Independent UK sheep consultant Dr. Liz Genever is warning of poor conception rates in ewe lambs this autumn if worms are not monitored and managed correctly, after 2020 data revealed the highest yearly worm egg counts were in October and November.

She said that managing worms in ewe lambs in the run-up to breeding is vital to make sure they are at the correct weight and have the best chance of getting in-lamb.

If ewe lambs haven’t reached 65% of their mature body weight by the time they are put to the ram, they are less likely to get in-lamb and if they do, may experience lambing difficulties.

She explained: “It’s not just about their weight, body condition is important too. For most breeds, 65% of their mature weight equates to about 40kg. Condition wise, they need to feel like a body condition score of three, with muscle and fat over the loin.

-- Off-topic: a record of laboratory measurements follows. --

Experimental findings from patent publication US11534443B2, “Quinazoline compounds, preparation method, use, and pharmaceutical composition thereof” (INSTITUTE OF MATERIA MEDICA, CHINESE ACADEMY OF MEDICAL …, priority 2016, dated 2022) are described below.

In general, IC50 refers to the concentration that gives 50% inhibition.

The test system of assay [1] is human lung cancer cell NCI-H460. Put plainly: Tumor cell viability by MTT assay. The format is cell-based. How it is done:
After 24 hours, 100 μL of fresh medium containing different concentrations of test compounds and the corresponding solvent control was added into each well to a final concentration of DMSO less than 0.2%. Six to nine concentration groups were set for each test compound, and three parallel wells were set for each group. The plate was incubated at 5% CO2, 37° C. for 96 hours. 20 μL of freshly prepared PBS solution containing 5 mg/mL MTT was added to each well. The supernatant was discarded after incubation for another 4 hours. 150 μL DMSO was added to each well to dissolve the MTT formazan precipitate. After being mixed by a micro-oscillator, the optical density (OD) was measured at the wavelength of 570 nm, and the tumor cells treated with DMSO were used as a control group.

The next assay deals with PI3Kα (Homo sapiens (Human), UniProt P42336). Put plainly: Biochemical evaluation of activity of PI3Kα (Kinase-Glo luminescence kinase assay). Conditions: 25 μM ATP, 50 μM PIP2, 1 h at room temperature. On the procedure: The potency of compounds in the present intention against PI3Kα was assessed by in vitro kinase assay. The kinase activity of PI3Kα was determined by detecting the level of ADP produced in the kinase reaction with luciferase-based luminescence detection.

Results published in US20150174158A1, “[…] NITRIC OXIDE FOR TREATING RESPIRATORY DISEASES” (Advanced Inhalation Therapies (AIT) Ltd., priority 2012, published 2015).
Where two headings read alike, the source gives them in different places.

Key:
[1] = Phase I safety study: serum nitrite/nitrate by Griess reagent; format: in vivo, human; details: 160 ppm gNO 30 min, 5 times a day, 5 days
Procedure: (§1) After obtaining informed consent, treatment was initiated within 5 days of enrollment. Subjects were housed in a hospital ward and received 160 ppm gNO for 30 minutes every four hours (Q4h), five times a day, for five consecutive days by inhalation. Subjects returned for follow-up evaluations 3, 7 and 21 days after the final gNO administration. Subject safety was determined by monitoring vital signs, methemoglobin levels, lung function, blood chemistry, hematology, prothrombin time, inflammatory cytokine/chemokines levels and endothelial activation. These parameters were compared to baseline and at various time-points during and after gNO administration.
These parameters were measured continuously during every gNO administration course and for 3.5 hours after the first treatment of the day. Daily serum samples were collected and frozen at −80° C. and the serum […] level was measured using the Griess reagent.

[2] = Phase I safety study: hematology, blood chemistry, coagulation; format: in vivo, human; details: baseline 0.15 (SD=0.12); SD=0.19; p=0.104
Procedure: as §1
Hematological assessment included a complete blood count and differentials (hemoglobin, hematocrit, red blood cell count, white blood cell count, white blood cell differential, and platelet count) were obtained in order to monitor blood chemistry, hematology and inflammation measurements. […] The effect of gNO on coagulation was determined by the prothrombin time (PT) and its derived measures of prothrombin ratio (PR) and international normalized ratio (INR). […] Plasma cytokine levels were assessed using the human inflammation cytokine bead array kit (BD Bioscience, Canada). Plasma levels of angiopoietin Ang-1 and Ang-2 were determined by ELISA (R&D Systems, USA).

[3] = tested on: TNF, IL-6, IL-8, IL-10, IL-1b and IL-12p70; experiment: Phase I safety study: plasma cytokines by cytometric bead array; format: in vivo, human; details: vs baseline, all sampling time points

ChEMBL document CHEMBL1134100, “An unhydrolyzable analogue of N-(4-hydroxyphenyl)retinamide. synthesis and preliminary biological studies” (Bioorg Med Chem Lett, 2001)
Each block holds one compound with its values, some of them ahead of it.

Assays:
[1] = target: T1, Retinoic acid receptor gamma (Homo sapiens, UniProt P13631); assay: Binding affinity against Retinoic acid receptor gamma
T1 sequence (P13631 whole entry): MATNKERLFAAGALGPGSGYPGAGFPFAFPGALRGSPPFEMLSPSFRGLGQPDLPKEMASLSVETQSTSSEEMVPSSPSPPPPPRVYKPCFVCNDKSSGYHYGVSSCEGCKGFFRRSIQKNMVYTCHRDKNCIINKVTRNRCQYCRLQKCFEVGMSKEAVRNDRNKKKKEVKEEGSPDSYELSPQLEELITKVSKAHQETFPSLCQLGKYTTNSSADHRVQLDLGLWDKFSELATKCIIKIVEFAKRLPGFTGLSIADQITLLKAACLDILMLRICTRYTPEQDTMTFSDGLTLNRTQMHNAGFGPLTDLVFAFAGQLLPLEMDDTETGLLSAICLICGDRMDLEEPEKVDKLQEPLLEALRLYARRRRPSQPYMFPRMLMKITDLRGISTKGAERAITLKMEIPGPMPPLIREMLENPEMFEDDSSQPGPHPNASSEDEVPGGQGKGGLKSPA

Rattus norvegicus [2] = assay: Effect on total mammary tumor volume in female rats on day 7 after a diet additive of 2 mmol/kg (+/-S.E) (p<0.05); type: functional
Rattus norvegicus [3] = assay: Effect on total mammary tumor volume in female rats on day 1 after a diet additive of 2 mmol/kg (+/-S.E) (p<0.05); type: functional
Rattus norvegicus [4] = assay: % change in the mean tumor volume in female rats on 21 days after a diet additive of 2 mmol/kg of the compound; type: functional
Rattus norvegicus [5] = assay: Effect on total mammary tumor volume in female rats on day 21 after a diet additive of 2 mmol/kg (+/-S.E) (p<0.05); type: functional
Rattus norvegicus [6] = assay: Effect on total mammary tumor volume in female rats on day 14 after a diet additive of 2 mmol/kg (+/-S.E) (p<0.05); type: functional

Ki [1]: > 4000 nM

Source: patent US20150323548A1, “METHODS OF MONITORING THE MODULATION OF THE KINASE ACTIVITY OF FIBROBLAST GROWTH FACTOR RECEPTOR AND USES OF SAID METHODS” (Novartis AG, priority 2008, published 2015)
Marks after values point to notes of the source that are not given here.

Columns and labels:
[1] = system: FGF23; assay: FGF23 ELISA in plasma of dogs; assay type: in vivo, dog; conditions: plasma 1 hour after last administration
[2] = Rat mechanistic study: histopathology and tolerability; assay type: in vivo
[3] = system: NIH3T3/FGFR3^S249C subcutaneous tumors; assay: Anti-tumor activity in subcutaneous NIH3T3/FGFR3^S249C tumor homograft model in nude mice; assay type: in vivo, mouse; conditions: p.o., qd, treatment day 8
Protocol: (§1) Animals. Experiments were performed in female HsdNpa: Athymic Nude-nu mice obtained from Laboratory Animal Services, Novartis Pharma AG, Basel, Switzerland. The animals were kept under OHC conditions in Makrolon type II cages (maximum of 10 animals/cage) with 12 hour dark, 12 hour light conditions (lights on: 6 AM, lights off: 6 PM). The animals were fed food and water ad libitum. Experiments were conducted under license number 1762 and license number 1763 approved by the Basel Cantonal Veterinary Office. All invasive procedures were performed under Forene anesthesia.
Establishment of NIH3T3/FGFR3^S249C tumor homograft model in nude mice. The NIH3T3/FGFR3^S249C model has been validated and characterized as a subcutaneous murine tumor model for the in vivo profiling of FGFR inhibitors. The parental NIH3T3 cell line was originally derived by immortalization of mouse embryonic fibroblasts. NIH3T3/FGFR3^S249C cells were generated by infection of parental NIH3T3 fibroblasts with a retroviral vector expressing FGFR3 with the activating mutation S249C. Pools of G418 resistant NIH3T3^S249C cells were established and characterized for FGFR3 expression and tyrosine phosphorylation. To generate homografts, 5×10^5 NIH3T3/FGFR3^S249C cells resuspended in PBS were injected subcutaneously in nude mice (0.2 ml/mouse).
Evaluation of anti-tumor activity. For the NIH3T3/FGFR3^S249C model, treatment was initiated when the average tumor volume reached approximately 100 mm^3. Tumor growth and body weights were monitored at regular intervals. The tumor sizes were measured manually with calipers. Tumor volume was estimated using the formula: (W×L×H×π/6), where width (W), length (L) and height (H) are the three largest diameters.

If they are not at that weight and condition, it is less likely they will be cycling, and it is unlikely they will get in-lamb.

“Ewe lambs need to be closely managed to get to the target weight and condition, with growth rates realistically 150g to 200g/day off grass currently. This is why it is important to manage the general health of these animals well to maximise their growth rates."

Dr. Genever advises all sheep producers to conduct regular faecal egg counts this autumn.

Adding to this, she said: “The general health management of these animals is essential to maintain their growth rates.

"Ewe lambs are still developing immunity to worms and if they go through a period of nutritional stress due to a lack of grass, for example, their immunity may drop. Worms can severely impact lamb growth rates when they are not managed," she concluded.